The opening of the American mind

Anyone paying attention to conservative media in these post-election days has heard this refrain: America has changed, the country’s ideals have been subverted, and something has gone terribly wrong. Of course, it’s possible to write this off as one more set of conservative delusions––one more Romney alternate reality. But this incredulous response runs deeper than that, since it signals a rejection of the very basis of democracy itself and the founding principles so many Republicans claimed to hold dear

These issues are explored in a thoughtful essay by Dinesh Sharma appearing in today’s online edition of Asia Times, entitled “Transformation of the American Mind.”  Sharma writes that “with President Barack Obama’s reelection it is increasingly clear, as I have argued in my book Barack Obama in Hawaii and Indonesia: The Making of a Global President, that the American mind is in the midst of a transformation, driven by several long-term demographic and cultural shifts. In many ways, Obama’s successful marketing of his biracial and multicultural biography mirrors the social and demographic change already underway in this country.

“The Obama win may not have been possible without the ethnic voting blocks that he gathered in large numbers from the African American, Hispanic and Asian voters (Todd, 2009). Does the Obama election represent the full-fledges triumph of multiculturalism over and above the “culture wars” of the 1990s? I believe this is one of the clear outcomes of the historic 2008 and 2012 election.

“The results from the 2012 re-election have only confirmed this trend. The American electorate is changing its colors and hues, remaking the American dream, and will fundamentally change the world. As the president said, “I believe we can keep the promise of our founding, the idea that if you’re willing to work hard, it doesn’t matter who you are or where you come from or what you look like or where you love. It doesn’t matter whether you’re black or white or Hispanic or Asian or Native American or young or old or rich or poor, abled, disabled, gay or straight. You can make it here in America if you’re willing to try.”

“There will be a push back, however, from the other side. ‘The dark side’ has not been defeated yet, as Jedi master Yoda would say; they are simply regrouping.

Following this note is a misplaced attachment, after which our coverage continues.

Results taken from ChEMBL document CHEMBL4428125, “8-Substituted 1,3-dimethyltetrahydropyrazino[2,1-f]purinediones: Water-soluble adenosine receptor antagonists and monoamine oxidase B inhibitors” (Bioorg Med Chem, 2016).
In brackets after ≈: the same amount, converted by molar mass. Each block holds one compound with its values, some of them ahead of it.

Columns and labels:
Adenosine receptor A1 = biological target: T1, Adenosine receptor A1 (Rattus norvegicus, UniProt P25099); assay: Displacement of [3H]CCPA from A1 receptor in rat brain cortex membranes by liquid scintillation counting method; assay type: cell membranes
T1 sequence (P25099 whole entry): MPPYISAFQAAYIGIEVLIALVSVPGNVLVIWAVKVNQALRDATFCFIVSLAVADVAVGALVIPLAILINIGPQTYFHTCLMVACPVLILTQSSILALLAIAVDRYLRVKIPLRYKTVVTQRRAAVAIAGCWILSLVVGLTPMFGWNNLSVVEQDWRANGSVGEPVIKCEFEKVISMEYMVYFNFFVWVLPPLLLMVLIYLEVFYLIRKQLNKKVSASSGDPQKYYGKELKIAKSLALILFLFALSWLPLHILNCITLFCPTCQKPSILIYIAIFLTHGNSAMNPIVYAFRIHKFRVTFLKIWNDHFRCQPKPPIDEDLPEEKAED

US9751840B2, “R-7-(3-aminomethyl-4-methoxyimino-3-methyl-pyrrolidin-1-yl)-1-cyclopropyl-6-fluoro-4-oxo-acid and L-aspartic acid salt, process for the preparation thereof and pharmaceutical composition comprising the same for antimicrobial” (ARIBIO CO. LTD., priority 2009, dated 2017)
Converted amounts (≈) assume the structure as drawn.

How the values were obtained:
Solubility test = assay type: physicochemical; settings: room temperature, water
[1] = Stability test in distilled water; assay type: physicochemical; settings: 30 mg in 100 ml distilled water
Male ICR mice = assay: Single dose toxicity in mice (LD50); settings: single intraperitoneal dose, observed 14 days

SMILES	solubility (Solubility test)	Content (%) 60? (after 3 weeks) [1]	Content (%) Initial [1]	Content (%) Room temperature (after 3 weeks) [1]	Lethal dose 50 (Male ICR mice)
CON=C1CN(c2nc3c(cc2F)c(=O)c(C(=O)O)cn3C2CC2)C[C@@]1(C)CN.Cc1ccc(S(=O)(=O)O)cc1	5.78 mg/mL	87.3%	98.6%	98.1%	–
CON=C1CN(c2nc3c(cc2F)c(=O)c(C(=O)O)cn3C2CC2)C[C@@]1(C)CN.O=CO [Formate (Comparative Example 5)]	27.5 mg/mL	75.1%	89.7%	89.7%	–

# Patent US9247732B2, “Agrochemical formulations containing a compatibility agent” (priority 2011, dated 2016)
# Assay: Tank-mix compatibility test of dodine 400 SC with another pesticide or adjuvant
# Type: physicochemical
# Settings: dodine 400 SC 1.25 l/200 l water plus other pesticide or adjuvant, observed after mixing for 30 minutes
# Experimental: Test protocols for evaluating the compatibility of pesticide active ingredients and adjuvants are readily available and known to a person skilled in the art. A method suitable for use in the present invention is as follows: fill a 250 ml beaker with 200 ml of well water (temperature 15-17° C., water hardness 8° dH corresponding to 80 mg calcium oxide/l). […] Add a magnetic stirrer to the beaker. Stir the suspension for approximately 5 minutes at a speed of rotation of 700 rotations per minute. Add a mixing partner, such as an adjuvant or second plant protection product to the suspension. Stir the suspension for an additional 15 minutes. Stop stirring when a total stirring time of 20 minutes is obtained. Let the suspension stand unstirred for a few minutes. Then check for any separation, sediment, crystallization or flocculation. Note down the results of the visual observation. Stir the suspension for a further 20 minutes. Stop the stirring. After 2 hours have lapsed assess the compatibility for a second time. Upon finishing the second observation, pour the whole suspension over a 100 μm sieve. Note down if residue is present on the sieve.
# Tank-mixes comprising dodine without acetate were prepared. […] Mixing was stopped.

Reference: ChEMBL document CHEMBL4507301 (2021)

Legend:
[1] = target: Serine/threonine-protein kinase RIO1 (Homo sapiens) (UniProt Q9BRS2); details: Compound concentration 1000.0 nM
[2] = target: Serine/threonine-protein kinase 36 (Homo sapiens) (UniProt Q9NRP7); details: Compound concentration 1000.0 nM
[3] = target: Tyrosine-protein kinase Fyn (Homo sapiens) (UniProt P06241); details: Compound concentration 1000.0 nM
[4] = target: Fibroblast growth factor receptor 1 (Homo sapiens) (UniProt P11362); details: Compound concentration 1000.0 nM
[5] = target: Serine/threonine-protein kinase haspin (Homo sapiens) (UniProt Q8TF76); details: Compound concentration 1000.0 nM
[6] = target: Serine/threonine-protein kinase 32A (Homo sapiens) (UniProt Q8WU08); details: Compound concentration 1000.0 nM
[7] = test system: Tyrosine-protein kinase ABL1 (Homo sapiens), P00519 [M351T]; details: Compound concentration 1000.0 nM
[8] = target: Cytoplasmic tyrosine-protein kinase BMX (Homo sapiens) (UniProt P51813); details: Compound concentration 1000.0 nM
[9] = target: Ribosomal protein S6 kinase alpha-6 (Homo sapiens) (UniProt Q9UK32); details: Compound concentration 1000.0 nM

American multiculturalism redux

“Samuel Huntington predicted this correctly (2005). He identified several important micro-trends that are reshaping the fabric of American society. Loss of the Soviet empire as a traditional adversary led to allegiances to sub-cultural or sub-national interest groups based on ethnicity and language. Liberal calls for a great multicultural revolution as the third revolution that would follow the American Revolution and the Civil Rights Revolution hit new heights. The new immigration laws of the 1960s allowed for the first time individuals from Latin America and Asia to come to this country in any numbers. All of these trends have led to a major demographic change in the US.

“He also believed that American identity will swing back and forth in the coming decades between various positions:

1. A multicultural position with an ideological allegiance to a creed in the founding documents and principles;

2. An exclusionist stance with the white majority backlash;

3. A bifurcated alignment along Anglo and Hispanic lines; and

4. A nativist or cultural move with a return to Protestant values, culture and ethics.

“With the Obama election, we have already seen several of these positions playing out in the American electorate. Anyone who noted the backdrop of the two candidates during their speeches witnessed the two Americas, one diverse and the other homogenous.

For the complete story, see Dinesh Sharma,  “Transformation of the American Mind.”

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